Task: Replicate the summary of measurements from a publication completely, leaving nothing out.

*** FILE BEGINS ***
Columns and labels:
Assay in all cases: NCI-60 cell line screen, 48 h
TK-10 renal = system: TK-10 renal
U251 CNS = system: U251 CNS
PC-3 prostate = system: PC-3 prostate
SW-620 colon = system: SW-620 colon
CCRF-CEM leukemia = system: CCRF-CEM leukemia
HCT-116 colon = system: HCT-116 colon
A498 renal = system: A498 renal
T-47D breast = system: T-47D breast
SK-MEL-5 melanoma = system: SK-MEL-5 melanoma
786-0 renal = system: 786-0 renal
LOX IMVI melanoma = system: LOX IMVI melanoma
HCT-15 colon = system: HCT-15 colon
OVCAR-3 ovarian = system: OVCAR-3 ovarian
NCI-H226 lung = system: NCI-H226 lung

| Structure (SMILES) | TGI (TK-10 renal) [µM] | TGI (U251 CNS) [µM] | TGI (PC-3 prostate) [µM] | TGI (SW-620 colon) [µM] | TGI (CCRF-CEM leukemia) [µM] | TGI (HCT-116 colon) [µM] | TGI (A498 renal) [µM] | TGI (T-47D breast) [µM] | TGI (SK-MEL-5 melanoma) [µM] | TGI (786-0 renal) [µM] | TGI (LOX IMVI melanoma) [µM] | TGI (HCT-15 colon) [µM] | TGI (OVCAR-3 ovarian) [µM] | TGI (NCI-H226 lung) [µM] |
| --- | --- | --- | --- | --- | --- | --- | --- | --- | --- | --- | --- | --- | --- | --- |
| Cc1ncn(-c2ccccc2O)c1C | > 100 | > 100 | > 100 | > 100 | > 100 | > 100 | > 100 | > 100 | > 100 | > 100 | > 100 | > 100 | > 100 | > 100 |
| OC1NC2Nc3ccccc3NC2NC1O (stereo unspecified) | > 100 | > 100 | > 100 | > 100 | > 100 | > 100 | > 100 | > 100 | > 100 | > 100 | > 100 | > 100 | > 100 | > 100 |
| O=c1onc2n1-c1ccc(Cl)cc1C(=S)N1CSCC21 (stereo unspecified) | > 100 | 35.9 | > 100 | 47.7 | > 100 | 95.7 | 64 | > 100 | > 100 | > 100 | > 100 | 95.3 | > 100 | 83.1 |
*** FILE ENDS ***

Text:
Columns and labels:
Assay in all cases: NCI-60 cell line screen, 48 h
TK-10 renal = system: TK-10 renal
U251 CNS = system: U251 CNS
PC-3 prostate = system: PC-3 prostate
SW-620 colon = system: SW-620 colon
CCRF-CEM leukemia = system: CCRF-CEM leukemia
HCT-116 colon = system: HCT-116 colon
A498 renal = system: A498 renal
T-47D breast = system: T-47D breast
SK-MEL-5 melanoma = system: SK-MEL-5 melanoma
786-0 renal = system: 786-0 renal
LOX IMVI melanoma = system: LOX IMVI melanoma
HCT-15 colon = system: HCT-15 colon
OVCAR-3 ovarian = system: OVCAR-3 ovarian
NCI-H226 lung = system: NCI-H226 lung

| Structure (SMILES) | TGI (TK-10 renal) [µM] | TGI (U251 CNS) [µM] | TGI (PC-3 prostate) [µM] | TGI (SW-620 colon) [µM] | TGI (CCRF-CEM leukemia) [µM] | TGI (HCT-116 colon) [µM] | TGI (A498 renal) [µM] | TGI (T-47D breast) [µM] | TGI (SK-MEL-5 melanoma) [µM] | TGI (786-0 renal) [µM] | TGI (LOX IMVI melanoma) [µM] | TGI (HCT-15 colon) [µM] | TGI (OVCAR-3 ovarian) [µM] | TGI (NCI-H226 lung) [µM] |
| --- | --- | --- | --- | --- | --- | --- | --- | --- | --- | --- | --- | --- | --- | --- |
| Cc1ncn(-c2ccccc2O)c1C | > 100 | > 100 | > 100 | > 100 | > 100 | > 100 | > 100 | > 100 | > 100 | > 100 | > 100 | > 100 | > 100 | > 100 |
| OC1NC2Nc3ccccc3NC2NC1O (stereo unspecified) | > 100 | > 100 | > 100 | > 100 | > 100 | > 100 | > 100 | > 100 | > 100 | > 100 | > 100 | > 100 | > 100 | > 100 |
| O=c1onc2n1-c1ccc(Cl)cc1C(=S)N1CSCC21 (stereo unspecified) | > 100 | 35.9 | > 100 | 47.7 | > 100 | 95.7 | 64 | > 100 | > 100 | > 100 | > 100 | 95.3 | > 100 | 83.1 |